On my desk I have a list called “Ten Ways to Live Restoratively” that comes from the work of Howard Zehr. Here are some key items from that list:
These words sound like a covenant to me, a sacred agreement I can make with the whole world. I will treat everyone respectfully. I will view harms and conflicts in my life as opportunities. I will engage in dialogue with others, even when what is being said is difficult. And what happens when I fail to do these things? If this is my covenant with the world, my sacred commitment, I must have a way of being accountable: seeing when I am living up to these ideals, and being honest about the times when I am not. This is why Howard Zehr also includes this one as part of his list:
I love the part about even when you could probably get away with avoiding or denying it. This is what my friend Kai calls, “turning yourself in.” This is true accountability. We all know when we have failed in our agreements, and when we admit it, we can make it right and restore relationships.
I am thinking about all this in the context of our Unitarian Universalist Fellowship, this community of about a hundred members and friends. Like the agreements Howard Zehr lists, we have agreements with one another. Because we are a spiritual community, we frame our agreements together as a covenant: a sacred agreement among us about how we will treat one another. Our official covenant reads in part: we pledge to be mindful when speaking of and to one another. We will walk in the ways of truth and loving-kindness that we and our children may always be fulfilled. And, like any humans, individually and in groups, we will break the covenant at times. There will be conflict and harm. In our Fellowship, as anywhere in life, the ideal is for each of us to take responsibility for the times when we break the covenant.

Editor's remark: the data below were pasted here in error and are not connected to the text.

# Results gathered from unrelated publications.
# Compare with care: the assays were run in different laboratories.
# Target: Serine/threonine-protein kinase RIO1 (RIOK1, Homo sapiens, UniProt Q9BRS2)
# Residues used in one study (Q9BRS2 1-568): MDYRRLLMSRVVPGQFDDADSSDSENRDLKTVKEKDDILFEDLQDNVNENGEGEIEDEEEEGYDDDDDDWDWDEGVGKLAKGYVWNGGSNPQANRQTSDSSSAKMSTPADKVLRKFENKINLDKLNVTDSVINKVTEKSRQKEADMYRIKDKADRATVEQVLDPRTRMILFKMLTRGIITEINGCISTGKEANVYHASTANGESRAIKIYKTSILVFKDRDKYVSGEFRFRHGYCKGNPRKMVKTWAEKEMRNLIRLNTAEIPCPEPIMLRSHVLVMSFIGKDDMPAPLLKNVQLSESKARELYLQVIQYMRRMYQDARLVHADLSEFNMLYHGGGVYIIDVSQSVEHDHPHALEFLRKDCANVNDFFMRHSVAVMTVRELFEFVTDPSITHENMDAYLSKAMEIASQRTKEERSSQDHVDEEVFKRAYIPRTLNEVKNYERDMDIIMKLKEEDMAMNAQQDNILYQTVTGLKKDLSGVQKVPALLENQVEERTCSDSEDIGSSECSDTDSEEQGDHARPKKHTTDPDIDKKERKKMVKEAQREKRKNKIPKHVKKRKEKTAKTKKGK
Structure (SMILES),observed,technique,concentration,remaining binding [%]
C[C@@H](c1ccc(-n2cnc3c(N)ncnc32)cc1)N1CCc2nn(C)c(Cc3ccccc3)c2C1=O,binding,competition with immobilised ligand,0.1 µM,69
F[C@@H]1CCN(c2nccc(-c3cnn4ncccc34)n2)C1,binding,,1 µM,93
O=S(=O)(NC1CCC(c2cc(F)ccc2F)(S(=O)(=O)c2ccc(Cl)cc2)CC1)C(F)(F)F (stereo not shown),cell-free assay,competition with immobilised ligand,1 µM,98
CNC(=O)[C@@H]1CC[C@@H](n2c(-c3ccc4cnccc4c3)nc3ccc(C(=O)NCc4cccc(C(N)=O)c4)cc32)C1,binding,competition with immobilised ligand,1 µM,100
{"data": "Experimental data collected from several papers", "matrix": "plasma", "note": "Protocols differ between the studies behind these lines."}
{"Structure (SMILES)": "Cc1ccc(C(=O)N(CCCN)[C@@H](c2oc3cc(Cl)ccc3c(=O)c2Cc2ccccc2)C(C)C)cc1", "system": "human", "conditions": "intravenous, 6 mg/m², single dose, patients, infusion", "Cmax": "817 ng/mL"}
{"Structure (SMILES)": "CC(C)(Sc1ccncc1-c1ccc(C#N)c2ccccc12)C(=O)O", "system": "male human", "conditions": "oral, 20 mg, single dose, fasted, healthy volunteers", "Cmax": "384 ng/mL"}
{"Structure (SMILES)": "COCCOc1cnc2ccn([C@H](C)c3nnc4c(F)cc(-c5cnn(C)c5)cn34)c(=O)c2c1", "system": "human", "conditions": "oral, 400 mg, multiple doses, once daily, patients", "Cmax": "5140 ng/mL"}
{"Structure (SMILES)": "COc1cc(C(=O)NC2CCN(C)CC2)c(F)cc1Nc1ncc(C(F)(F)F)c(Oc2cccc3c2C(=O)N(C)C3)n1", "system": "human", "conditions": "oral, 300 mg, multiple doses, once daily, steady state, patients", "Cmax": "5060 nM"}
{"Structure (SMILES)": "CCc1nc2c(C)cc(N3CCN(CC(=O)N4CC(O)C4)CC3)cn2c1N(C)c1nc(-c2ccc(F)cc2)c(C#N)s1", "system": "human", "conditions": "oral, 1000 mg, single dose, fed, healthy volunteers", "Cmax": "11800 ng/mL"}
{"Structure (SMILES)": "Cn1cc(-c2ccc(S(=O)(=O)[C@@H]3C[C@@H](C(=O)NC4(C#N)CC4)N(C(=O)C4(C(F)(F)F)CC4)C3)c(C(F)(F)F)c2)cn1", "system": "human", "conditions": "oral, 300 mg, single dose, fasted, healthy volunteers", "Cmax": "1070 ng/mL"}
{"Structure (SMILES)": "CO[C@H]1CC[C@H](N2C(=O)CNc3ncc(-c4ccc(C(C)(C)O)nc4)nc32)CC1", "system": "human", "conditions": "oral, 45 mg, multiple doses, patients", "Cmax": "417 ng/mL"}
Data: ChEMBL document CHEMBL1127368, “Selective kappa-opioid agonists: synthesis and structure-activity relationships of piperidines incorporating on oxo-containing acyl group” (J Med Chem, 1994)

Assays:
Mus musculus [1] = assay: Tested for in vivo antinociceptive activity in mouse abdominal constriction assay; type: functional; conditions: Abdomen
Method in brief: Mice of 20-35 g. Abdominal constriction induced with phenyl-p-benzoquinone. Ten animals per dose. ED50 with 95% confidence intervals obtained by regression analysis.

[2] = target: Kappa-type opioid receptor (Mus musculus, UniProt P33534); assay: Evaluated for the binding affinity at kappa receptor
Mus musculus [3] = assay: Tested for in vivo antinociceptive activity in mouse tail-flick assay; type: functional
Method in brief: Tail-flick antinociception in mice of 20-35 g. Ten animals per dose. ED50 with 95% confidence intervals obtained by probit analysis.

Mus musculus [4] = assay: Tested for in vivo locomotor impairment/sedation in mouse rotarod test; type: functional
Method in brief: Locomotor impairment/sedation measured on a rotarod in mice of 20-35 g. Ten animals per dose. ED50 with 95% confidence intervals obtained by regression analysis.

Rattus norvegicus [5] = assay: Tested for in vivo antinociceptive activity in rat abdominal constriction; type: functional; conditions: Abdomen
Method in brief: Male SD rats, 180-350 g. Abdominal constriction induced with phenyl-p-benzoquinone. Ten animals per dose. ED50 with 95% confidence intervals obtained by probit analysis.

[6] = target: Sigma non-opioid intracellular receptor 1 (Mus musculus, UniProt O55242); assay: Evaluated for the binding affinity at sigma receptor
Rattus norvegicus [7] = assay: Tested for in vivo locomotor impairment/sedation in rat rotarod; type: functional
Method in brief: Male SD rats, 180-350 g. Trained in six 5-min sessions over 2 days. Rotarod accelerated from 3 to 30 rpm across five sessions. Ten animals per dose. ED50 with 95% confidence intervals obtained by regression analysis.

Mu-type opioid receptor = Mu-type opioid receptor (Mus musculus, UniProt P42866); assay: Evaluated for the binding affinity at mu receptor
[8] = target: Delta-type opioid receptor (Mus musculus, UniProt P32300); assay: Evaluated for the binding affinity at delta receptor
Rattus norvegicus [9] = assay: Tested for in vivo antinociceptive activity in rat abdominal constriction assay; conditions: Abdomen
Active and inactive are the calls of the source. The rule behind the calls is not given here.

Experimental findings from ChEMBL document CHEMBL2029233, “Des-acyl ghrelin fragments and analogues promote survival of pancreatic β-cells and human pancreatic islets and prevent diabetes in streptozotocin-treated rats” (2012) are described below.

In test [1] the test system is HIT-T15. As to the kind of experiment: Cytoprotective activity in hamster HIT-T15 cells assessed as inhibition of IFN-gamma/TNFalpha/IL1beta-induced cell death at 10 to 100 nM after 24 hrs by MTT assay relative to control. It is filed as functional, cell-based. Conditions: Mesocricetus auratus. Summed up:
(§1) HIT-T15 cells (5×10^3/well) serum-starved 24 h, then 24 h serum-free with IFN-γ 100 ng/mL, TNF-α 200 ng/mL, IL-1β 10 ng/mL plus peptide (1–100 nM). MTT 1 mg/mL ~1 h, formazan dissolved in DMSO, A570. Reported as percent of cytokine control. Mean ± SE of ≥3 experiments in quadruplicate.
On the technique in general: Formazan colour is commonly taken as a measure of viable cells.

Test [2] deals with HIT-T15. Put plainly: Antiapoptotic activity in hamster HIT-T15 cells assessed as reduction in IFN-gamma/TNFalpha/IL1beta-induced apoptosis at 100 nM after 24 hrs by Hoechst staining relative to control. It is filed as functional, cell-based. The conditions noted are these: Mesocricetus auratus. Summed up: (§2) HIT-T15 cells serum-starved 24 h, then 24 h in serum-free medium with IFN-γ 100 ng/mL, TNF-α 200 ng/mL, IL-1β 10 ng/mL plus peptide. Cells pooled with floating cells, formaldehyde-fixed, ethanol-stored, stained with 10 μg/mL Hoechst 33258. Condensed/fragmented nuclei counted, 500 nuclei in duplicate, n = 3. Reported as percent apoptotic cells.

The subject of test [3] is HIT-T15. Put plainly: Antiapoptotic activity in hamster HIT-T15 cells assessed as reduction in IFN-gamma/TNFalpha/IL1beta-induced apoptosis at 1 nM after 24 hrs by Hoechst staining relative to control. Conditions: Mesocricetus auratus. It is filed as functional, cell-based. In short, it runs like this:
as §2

As board president Guy Newland talked about last Sunday, we also have further policies in place to address the breaking of the covenant and any disruptive behavior that may occur in the life and events of the Fellowship. We have a small committee who take the responsibility to call people back into covenant when it is broken. If someone were to do serious or repeated harm to someone else in the Fellowship, the board of trustees could take action including suspending or excluding that person. This would be a serious step, but if it kept the community safe from someone’s toxic behavior it would be warranted and welcome.
In life, and in the microcosm of this spiritual community, we strive to be our best selves, treating each other with respect and confronting difficult situations with an open mind and a loving heart. May we be strengthened in our resolve to do so.
Spirit of Life and Love, guide me into ways of being that make me open and loving, compassionate and fair. Help me see the prejudices and selfishness of my ego when they get in the way of treating people well.
Help me see that healthy boundaries are a good thing: within myself; in my personal relations; and in my communities.
May all people be well and safe, loved and cared for. May all people know healthy communication and healthy boundaries.
Amen. Aho. Blessed be.
Rev. Andrew Frantz
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Rev. Andrew Frantz
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